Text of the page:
LONDON – European banks are bolstering their capital by canceling or delaying dividend payments, worrying about their ability to absorb a possible rush of bad debts as households and businesses are hit by the coronavirus pandemic.
On Tuesday evening, the UK’s four largest banks in terms of assets said they had agreed to cancel the 2019 dividends not yet paid, after receiving formal demands from the Bank of England.
Central banks and regulators started ordering dividend restrictions last week, sending some European bank shares plunging as shareholders took into account the loss of income and saw a deterioration in the outlook for the sector. Dividends and share buybacks have been a major driver of banking stocks in the region in recent years.
The Italian UniCredit SpA and the Dutch banks ING Groep and ABN AMRO Group NV are among those which have announced the suspension of dividends. On Tuesday, HSBC Holdings PLC, Lloyds Banking Group PLC, Royal Bank of Scotland Group PLC and Standard Chartered PLC all canceled their dividends for 2019 and agreed not to pay or accumulate any in 2020.
Authorities have relaxed bank capital rules to encourage lending and help banks respond to stresses many have never experienced before.
Analysts said it was inevitable that policymakers would want banks to cut or delay dividends, buyouts and employee bonuses, in case further support measures were needed.
“It makes sense at a time like this to close your dividends and preserve your capital. Six months from now we’ll have a much better idea of what capital looks like, ”said John Cronin, banking analyst at Goodbody Stockbrokers. He expects dividends and other payments to shareholders to be “socially unacceptable” until the full extent of the coronavirus crisis is known.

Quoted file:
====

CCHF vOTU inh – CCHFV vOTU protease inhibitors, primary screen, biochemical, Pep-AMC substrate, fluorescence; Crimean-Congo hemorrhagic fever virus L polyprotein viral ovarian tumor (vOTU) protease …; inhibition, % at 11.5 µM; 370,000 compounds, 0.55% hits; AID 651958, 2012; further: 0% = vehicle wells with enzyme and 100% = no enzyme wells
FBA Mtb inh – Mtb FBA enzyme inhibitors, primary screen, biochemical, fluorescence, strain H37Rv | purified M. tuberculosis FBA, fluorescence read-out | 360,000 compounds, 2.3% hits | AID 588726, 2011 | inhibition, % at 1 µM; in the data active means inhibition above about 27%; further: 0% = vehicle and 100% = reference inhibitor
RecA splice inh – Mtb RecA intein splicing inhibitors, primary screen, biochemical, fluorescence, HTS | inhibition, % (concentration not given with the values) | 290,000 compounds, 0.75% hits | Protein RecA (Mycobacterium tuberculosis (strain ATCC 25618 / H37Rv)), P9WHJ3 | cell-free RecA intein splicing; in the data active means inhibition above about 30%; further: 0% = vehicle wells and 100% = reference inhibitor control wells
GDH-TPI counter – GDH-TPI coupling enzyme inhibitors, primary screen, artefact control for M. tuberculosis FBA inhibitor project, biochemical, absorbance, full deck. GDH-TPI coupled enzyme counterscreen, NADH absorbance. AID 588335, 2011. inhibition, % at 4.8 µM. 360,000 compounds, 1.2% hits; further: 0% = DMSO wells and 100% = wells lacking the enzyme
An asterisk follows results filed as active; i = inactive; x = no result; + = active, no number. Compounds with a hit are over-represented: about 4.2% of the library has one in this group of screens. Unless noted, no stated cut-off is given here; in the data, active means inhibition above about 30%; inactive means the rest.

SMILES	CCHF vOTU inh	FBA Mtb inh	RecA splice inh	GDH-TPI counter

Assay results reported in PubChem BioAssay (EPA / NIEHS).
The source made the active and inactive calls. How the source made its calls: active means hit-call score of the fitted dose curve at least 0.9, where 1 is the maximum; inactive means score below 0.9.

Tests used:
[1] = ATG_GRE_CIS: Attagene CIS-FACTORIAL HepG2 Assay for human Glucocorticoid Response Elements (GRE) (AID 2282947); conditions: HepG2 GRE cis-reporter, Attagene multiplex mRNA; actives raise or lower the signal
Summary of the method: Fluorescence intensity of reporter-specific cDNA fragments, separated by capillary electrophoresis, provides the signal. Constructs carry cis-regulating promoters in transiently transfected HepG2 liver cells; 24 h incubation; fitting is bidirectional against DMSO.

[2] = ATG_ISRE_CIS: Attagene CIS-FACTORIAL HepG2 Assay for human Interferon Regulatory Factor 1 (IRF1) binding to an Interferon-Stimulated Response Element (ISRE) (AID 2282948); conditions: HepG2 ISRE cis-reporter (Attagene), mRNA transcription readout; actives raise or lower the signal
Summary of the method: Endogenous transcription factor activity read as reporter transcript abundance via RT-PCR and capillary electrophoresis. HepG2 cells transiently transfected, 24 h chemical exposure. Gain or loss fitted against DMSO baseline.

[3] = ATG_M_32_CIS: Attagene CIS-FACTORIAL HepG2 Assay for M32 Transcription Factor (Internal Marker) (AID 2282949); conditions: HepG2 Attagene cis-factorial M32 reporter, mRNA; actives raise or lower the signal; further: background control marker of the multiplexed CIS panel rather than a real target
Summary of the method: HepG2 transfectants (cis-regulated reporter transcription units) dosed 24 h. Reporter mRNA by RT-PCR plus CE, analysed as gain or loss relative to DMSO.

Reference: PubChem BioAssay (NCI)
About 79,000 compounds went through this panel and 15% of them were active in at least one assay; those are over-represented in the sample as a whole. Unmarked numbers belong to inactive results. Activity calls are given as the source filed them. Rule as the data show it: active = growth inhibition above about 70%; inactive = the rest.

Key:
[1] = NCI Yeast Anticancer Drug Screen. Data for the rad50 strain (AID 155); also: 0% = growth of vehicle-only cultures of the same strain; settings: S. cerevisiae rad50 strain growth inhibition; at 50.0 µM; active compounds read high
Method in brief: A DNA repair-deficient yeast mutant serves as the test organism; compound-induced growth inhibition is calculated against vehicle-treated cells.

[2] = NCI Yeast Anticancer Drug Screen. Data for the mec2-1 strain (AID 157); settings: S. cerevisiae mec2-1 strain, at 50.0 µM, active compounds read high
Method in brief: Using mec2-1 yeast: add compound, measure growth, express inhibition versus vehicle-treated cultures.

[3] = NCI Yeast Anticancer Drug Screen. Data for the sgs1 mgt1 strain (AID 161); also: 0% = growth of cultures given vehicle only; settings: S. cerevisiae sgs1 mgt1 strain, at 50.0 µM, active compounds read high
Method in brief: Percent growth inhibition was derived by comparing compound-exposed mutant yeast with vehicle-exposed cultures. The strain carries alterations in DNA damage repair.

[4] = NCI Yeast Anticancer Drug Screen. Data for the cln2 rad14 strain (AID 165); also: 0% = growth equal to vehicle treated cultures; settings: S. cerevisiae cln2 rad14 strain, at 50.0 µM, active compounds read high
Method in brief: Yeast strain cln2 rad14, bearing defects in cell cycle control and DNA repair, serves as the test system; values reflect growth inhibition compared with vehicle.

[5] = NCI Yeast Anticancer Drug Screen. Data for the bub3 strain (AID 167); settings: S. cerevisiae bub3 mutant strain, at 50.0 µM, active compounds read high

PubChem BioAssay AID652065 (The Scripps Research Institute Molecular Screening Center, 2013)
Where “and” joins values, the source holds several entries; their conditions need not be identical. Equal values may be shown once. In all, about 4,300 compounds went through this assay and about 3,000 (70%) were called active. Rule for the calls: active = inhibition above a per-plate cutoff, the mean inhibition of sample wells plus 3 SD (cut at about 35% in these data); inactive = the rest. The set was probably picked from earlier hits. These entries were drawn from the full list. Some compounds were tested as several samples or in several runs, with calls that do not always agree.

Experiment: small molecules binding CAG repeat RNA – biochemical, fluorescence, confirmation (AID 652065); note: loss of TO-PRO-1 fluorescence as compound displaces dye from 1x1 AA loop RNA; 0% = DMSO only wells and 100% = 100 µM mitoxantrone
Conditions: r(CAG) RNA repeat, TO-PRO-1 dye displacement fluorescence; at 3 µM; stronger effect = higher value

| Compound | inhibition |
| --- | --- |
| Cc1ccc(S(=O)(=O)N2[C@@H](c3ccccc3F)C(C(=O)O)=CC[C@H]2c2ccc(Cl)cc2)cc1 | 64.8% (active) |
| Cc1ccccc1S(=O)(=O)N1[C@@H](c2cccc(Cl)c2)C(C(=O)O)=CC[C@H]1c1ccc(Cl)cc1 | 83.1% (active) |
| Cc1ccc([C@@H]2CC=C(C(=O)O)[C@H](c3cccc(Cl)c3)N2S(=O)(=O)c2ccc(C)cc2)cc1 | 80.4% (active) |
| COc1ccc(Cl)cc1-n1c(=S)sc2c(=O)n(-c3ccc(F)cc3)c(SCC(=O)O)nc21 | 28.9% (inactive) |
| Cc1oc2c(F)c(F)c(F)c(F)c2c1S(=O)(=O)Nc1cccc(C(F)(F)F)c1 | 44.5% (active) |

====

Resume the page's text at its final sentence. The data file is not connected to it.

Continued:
The European Central Bank said on Friday that dividends for 2020 and those yet to be paid for 2019 should not be paid until at least October, to help banks “support households, small businesses and corporate borrowers and / or to absorb losses on existing exposures. to such borrowers.
Share buybacks are also excluded. The aim is to “maintain precious capital resources within the banking system in these difficult times”, said Andrea Enria, chairman of the supervisory board of the European Central Bank, on Friday.
The Swiss financial regulator urged last week to cut dividends, saying “acting to preserve strength is not a sign of weakness”.
A group of the largest American banks, including Bank of America Corp.
and Citigroup Inc.,
said they would suspend share buybacks, but would have to pay previously announced dividends. Credit Suisse Group in Switzerland AG
and the UBS Group AG
have indicated that they will pay the 2019 dividends as planned.
The problem is less acute for US banks since their relatively strong earnings mean they are accumulating capital at a faster rate. On the other hand, many European banks have gone through restructuring phases which have consumed capital.
European banks would preserve 45 billion euros ($ 50 billion) of capital by keeping 2019 dividends not yet paid, Goldman Sachs analysts said on Tuesday.
They recommend investing in large, well-capitalized banks that were previously considered likely to make larger payments to shareholders with their excess capital. Now the focus is on the main purpose of capital as a loss-absorbing buffer, they said.
“The capital is still there. However, its relevance to shareholders has changed, ”analysts said.
Receive a coronavirus briefing six days a week and a weekly health newsletter once the crisis is over: sign up here.
Write to Margot Patrick at [email protected]
Copyright © 2022 Dow Jones & Company, Inc. All rights reserved. 87990cbe856818d5eddac44c7b1cdeb8